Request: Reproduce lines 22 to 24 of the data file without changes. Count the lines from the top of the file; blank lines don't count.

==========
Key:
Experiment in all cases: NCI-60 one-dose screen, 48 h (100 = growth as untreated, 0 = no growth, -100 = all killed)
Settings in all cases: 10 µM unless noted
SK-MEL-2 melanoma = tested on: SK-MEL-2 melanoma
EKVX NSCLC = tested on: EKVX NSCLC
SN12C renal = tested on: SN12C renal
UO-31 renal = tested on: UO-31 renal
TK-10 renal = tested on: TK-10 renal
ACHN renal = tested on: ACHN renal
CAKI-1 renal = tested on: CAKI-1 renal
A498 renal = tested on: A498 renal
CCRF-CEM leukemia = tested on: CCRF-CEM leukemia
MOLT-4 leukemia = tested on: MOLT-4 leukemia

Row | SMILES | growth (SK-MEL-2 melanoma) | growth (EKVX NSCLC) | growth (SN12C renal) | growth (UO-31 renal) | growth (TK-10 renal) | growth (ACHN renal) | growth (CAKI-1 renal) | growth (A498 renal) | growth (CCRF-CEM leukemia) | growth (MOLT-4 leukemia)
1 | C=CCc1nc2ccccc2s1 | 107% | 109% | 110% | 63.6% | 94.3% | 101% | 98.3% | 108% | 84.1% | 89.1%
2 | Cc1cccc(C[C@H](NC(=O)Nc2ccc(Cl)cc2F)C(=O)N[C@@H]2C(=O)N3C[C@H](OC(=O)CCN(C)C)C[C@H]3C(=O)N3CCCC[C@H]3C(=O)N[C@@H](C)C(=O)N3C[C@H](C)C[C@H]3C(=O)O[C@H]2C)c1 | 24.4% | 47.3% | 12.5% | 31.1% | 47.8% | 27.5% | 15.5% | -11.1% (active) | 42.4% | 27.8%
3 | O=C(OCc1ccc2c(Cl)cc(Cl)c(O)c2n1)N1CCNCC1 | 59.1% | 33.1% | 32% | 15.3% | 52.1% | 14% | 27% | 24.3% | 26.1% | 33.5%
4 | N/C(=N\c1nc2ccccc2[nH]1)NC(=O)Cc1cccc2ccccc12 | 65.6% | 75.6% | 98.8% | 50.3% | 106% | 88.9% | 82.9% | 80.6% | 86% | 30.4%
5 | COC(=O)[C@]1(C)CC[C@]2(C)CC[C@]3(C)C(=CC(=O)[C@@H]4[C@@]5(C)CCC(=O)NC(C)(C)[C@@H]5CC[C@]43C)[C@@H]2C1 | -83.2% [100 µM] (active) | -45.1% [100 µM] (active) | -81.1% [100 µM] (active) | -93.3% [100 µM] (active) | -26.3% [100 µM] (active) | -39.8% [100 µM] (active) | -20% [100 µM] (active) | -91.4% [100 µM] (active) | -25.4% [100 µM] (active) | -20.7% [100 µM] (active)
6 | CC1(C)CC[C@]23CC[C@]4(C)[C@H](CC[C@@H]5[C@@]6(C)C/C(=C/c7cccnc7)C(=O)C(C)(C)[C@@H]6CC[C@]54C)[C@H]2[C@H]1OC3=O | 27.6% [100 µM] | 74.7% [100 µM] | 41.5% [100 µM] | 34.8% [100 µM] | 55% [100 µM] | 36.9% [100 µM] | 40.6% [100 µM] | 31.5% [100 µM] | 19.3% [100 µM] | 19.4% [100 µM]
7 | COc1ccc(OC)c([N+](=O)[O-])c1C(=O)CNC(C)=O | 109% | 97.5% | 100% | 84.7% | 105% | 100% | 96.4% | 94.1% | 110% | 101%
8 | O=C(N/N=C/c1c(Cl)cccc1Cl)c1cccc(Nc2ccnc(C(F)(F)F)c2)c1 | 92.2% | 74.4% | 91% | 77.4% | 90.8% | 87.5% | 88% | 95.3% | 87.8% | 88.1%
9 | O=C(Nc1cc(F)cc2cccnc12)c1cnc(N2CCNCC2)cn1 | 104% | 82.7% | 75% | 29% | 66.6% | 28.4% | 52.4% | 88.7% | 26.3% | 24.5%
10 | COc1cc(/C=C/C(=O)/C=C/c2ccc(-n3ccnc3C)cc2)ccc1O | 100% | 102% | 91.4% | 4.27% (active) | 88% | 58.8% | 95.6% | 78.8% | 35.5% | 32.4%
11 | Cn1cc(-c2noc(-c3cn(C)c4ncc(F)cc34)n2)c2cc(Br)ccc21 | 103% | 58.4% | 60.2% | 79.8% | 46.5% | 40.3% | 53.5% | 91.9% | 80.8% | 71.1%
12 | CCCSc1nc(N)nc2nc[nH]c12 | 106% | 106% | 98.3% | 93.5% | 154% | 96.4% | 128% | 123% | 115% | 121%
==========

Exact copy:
8 | O=C(N/N=C/c1c(Cl)cccc1Cl)c1cccc(Nc2ccnc(C(F)(F)F)c2)c1 | 92.2% | 74.4% | 91% | 77.4% | 90.8% | 87.5% | 88% | 95.3% | 87.8% | 88.1%
9 | O=C(Nc1cc(F)cc2cccnc12)c1cnc(N2CCNCC2)cn1 | 104% | 82.7% | 75% | 29% | 66.6% | 28.4% | 52.4% | 88.7% | 26.3% | 24.5%
10 | COc1cc(/C=C/C(=O)/C=C/c2ccc(-n3ccnc3C)cc2)ccc1O | 100% | 102% | 91.4% | 4.27% (active) | 88% | 58.8% | 95.6% | 78.8% | 35.5% | 32.4%